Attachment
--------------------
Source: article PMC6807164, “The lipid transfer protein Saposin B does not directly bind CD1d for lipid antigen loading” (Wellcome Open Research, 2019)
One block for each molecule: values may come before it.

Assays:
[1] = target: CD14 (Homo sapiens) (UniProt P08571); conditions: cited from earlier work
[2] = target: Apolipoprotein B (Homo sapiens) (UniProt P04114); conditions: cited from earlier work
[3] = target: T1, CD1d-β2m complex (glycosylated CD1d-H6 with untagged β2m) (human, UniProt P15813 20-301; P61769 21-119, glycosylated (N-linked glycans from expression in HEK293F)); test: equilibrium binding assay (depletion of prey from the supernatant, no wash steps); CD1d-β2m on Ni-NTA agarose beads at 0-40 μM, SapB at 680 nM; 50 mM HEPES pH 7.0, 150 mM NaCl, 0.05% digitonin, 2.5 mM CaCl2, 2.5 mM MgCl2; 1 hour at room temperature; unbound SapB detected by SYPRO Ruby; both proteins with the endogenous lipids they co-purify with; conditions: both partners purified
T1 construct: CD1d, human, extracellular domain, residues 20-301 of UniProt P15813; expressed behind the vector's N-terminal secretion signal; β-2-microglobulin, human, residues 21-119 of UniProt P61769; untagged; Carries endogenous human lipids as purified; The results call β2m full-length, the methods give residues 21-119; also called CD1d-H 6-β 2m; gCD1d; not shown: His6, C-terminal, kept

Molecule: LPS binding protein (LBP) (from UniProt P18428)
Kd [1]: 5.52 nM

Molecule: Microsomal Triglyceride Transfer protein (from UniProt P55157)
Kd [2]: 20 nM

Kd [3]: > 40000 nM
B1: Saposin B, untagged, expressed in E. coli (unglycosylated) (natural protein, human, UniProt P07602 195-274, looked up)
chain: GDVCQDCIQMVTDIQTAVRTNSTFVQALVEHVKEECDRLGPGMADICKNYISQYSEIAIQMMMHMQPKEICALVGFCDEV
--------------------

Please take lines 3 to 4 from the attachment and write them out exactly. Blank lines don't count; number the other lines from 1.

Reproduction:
Assays:
[1] = target: CD14 (Homo sapiens) (UniProt P08571); conditions: cited from earlier work